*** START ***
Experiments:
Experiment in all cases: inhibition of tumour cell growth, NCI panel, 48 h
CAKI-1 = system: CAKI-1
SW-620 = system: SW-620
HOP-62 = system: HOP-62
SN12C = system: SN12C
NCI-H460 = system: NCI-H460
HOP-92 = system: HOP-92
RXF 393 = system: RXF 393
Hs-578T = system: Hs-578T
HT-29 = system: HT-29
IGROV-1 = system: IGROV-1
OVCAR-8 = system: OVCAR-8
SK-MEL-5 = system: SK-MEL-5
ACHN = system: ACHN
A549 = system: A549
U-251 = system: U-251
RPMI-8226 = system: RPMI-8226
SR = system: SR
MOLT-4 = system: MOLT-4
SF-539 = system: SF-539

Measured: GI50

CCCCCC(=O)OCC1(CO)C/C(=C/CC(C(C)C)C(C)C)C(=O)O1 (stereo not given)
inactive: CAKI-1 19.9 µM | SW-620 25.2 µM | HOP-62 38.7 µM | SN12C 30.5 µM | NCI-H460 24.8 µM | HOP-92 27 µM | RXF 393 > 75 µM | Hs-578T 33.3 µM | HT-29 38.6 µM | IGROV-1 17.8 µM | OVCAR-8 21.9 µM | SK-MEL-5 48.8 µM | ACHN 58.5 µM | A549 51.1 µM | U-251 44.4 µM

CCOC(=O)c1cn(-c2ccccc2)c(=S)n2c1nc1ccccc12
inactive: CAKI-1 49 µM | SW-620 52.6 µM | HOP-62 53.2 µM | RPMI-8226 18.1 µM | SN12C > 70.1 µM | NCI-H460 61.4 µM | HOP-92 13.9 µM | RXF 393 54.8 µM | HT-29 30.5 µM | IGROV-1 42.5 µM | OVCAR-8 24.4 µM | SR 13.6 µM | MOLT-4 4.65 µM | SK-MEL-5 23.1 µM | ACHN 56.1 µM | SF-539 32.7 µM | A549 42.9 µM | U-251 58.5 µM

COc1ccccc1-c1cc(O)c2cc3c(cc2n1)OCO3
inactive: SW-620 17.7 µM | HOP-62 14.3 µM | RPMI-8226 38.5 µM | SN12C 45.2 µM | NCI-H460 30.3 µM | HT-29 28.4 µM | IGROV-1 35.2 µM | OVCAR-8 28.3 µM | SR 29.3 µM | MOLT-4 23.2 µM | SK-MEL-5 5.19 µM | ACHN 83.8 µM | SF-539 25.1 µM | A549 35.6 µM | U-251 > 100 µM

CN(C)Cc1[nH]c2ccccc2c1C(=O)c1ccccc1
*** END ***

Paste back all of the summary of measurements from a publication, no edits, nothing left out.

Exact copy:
Experiments:
Experiment in all cases: inhibition of tumour cell growth, NCI panel, 48 h
CAKI-1 = system: CAKI-1
SW-620 = system: SW-620
HOP-62 = system: HOP-62
SN12C = system: SN12C
NCI-H460 = system: NCI-H460
HOP-92 = system: HOP-92
RXF 393 = system: RXF 393
Hs-578T = system: Hs-578T
HT-29 = system: HT-29
IGROV-1 = system: IGROV-1
OVCAR-8 = system: OVCAR-8
SK-MEL-5 = system: SK-MEL-5
ACHN = system: ACHN
A549 = system: A549
U-251 = system: U-251
RPMI-8226 = system: RPMI-8226
SR = system: SR
MOLT-4 = system: MOLT-4
SF-539 = system: SF-539

Measured: GI50

CCCCCC(=O)OCC1(CO)C/C(=C/CC(C(C)C)C(C)C)C(=O)O1 (stereo not given)
inactive: CAKI-1 19.9 µM | SW-620 25.2 µM | HOP-62 38.7 µM | SN12C 30.5 µM | NCI-H460 24.8 µM | HOP-92 27 µM | RXF 393 > 75 µM | Hs-578T 33.3 µM | HT-29 38.6 µM | IGROV-1 17.8 µM | OVCAR-8 21.9 µM | SK-MEL-5 48.8 µM | ACHN 58.5 µM | A549 51.1 µM | U-251 44.4 µM

CCOC(=O)c1cn(-c2ccccc2)c(=S)n2c1nc1ccccc12
inactive: CAKI-1 49 µM | SW-620 52.6 µM | HOP-62 53.2 µM | RPMI-8226 18.1 µM | SN12C > 70.1 µM | NCI-H460 61.4 µM | HOP-92 13.9 µM | RXF 393 54.8 µM | HT-29 30.5 µM | IGROV-1 42.5 µM | OVCAR-8 24.4 µM | SR 13.6 µM | MOLT-4 4.65 µM | SK-MEL-5 23.1 µM | ACHN 56.1 µM | SF-539 32.7 µM | A549 42.9 µM | U-251 58.5 µM

COc1ccccc1-c1cc(O)c2cc3c(cc2n1)OCO3
inactive: SW-620 17.7 µM | HOP-62 14.3 µM | RPMI-8226 38.5 µM | SN12C 45.2 µM | NCI-H460 30.3 µM | HT-29 28.4 µM | IGROV-1 35.2 µM | OVCAR-8 28.3 µM | SR 29.3 µM | MOLT-4 23.2 µM | SK-MEL-5 5.19 µM | ACHN 83.8 µM | SF-539 25.1 µM | A549 35.6 µM | U-251 > 100 µM

CN(C)Cc1[nH]c2ccccc2c1C(=O)c1ccccc1